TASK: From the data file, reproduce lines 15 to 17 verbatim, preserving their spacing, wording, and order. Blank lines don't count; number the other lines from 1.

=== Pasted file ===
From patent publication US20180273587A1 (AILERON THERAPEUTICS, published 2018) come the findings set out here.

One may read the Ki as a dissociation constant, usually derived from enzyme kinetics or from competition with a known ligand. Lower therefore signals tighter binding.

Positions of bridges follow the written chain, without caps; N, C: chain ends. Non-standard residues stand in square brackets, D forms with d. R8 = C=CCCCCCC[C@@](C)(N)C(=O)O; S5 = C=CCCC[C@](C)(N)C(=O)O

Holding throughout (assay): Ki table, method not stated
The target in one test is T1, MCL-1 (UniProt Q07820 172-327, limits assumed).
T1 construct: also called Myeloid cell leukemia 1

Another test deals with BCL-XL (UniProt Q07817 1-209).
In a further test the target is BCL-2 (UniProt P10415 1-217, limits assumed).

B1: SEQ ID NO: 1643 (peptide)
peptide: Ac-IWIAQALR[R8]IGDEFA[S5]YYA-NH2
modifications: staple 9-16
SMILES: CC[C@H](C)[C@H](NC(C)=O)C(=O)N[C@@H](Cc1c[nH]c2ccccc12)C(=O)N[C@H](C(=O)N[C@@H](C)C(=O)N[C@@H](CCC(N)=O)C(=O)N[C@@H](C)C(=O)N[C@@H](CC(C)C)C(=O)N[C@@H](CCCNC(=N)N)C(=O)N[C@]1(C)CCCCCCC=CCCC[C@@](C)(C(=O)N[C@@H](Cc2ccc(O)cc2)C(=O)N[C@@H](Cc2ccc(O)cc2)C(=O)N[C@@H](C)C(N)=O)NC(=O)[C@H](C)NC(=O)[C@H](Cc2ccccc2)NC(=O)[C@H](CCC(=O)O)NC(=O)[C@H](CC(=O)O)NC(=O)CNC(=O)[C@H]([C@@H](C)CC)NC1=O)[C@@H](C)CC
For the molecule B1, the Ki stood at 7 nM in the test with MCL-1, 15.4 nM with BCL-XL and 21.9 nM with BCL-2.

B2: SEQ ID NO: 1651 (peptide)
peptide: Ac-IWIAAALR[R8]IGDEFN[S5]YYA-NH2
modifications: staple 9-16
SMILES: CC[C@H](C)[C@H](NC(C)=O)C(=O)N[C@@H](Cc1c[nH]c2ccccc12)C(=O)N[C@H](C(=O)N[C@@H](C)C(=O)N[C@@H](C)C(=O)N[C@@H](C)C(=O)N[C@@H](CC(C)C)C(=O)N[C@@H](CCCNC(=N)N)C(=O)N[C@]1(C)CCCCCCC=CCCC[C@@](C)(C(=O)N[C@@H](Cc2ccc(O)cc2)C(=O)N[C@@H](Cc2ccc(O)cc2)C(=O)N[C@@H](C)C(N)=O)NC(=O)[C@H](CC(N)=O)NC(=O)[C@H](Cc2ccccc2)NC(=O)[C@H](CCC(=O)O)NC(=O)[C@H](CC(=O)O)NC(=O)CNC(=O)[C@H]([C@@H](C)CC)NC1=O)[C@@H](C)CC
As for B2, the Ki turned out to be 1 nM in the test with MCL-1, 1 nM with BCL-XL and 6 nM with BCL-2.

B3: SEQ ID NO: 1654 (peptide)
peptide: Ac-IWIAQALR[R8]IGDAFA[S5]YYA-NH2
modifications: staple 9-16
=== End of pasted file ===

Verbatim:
peptide: Ac-IWIAAALR[R8]IGDEFN[S5]YYA-NH2
modifications: staple 9-16
SMILES: CC[C@H](C)[C@H](NC(C)=O)C(=O)N[C@@H](Cc1c[nH]c2ccccc12)C(=O)N[C@H](C(=O)N[C@@H](C)C(=O)N[C@@H](C)C(=O)N[C@@H](C)C(=O)N[C@@H](CC(C)C)C(=O)N[C@@H](CCCNC(=N)N)C(=O)N[C@]1(C)CCCCCCC=CCCC[C@@](C)(C(=O)N[C@@H](Cc2ccc(O)cc2)C(=O)N[C@@H](Cc2ccc(O)cc2)C(=O)N[C@@H](C)C(N)=O)NC(=O)[C@H](CC(N)=O)NC(=O)[C@H](Cc2ccccc2)NC(=O)[C@H](CCC(=O)O)NC(=O)[C@H](CC(=O)O)NC(=O)CNC(=O)[C@H]([C@@H](C)CC)NC1=O)[C@@H](C)CC